Foreign investment and bribery: A firm-level analysis of corruption in Vietnam
Among the concerns faced by countries pondering the costs and benefits of greater economic openness to international capital flows is the worry that new and powerful external actors will exert a corrupting influence on the domestic economy. In this paper, we use a novel empirical strategy, drawn from research in experimental psychology, to test the linkage between foreign direct investment (FDI) and corruption. The prevailing literature has produced confused and contradictory results on this vital relationship due to errors in their measurement of corruption which are correlated with FDI inflows. When a less biased operationalization is employed, we find clear evidence of corruption during both registration and procurement procedures in Vietnam. The prevalence of corruption, however, is not associated with inflows of FDI. On the contrary, one measure of economic openness appears to be the most important driver of reductions in Vietnamese corruption: the wave of domestic legislation, which accompanied the country's bilateral trade liberalization agreement with the United States (US-BTA), significantly reduced bribery during business registration.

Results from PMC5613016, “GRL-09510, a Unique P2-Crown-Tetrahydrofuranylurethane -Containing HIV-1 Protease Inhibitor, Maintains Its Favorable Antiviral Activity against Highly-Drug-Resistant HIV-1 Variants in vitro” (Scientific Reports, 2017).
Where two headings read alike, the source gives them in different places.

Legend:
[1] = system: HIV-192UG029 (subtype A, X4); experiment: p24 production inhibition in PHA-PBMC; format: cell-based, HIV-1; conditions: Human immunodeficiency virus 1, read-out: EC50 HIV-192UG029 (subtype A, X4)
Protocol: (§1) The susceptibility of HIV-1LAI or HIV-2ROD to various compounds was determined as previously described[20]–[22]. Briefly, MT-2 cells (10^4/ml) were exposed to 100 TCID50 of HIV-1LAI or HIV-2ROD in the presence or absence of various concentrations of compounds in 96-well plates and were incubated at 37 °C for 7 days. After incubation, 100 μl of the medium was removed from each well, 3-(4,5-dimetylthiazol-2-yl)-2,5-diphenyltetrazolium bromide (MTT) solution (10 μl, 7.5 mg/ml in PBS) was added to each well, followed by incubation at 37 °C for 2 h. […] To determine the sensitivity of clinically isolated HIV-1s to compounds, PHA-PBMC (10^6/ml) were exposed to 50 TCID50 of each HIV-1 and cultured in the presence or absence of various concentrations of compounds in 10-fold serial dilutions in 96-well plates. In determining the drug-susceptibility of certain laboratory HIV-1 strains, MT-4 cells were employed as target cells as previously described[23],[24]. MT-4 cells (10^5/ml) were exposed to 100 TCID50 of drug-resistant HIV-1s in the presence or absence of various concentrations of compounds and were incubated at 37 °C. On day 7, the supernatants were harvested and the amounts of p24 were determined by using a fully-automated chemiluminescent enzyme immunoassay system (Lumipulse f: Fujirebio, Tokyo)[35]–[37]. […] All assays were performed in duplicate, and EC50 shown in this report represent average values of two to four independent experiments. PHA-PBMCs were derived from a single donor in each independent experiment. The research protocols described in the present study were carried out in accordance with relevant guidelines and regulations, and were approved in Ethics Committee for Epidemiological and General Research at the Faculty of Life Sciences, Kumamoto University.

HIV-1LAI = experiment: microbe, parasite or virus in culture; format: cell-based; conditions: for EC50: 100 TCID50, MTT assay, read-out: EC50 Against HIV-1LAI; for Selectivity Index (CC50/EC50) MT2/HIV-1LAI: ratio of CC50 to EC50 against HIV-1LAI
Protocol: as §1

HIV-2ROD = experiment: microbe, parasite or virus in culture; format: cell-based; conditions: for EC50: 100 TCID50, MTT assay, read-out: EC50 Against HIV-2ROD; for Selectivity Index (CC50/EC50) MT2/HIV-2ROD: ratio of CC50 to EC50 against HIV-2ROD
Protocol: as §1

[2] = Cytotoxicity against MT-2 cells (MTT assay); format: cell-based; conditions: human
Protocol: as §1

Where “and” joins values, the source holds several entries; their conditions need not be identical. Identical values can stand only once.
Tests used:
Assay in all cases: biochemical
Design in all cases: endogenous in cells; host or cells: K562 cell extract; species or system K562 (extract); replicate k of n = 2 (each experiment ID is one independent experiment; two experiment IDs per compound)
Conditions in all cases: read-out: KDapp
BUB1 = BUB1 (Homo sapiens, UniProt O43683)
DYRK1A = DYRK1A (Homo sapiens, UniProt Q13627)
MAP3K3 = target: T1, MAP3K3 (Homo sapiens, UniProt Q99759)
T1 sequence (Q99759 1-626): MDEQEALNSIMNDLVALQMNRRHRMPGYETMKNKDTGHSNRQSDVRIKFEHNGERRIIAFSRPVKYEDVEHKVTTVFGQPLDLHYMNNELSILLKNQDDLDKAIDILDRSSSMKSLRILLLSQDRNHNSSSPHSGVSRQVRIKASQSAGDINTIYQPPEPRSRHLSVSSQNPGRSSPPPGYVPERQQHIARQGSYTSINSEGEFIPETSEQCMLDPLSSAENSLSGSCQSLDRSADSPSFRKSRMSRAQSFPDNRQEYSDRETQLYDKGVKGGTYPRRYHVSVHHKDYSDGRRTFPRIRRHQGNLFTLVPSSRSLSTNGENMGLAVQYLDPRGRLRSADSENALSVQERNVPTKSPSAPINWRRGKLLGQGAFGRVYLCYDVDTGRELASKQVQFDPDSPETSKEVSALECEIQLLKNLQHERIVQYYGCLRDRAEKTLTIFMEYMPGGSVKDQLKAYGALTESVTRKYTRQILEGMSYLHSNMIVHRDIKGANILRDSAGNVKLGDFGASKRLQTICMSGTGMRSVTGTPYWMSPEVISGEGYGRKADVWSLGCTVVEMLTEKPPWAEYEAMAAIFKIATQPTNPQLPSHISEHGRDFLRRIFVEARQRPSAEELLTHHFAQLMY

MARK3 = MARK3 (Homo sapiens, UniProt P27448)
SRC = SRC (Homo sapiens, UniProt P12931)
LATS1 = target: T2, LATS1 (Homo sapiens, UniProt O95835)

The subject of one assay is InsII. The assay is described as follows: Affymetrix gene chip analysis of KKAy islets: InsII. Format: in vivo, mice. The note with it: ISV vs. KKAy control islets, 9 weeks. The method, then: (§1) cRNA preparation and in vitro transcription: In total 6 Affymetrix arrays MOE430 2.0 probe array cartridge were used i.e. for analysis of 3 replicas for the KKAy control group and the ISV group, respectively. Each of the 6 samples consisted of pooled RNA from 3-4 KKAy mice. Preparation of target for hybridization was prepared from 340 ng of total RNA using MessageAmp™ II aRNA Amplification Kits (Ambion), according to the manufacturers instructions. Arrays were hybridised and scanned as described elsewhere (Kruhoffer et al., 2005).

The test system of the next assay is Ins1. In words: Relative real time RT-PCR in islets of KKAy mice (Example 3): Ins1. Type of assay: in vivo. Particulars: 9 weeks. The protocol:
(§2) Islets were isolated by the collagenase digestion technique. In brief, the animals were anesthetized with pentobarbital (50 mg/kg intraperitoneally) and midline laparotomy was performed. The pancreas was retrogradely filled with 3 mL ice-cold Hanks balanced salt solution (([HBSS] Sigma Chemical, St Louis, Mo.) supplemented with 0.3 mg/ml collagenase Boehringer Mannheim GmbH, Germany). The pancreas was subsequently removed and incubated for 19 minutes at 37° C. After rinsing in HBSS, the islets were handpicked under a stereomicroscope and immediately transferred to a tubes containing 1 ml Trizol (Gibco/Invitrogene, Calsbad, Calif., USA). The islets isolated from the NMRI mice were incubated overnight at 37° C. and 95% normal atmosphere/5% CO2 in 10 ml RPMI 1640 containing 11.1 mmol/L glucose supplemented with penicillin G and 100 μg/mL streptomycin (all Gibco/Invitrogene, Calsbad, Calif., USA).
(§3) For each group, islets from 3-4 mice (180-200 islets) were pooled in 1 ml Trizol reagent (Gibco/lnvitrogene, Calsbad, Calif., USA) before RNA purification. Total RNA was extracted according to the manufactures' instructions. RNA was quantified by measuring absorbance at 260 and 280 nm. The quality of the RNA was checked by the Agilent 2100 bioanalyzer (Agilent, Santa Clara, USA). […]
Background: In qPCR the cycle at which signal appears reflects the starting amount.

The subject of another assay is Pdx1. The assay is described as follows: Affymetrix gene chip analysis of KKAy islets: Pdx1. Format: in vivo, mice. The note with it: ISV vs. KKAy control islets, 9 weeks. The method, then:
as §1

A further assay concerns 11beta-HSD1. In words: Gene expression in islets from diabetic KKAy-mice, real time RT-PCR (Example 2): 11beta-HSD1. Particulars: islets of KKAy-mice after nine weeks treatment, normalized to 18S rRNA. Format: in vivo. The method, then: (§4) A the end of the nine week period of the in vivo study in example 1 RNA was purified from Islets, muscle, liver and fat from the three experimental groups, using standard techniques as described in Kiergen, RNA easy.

If you experience problems downloading a file, check if you have the proper application to view it first. In case of further problems read the IDEAS help page. Note that these files are not on the IDEAS site. Please be patient as the files may be large.
As the access to this document is restricted, you may want to look for a different version under "Related research" (further below) or search for a different version of it.
References listed on IDEAS
Please report citation or reference errors to , or , if you are the registered author of the cited work, log in to your RePEc Author Service profile, click on "citations" and make appropriate adjustments.:
- Gerring, John & Thacker, Strom C., 2005. "Do Neoliberal Policies Deter Political Corruption?," International Organization, Cambridge University Press, vol. 59(01), pages 233-254, January.
- Olken, Benjamin, 2007.
"Corruption Perceptions vs. Corruption Reality,"
CEPR Discussion Papers
6272, C.E.P.R. Discussion Papers.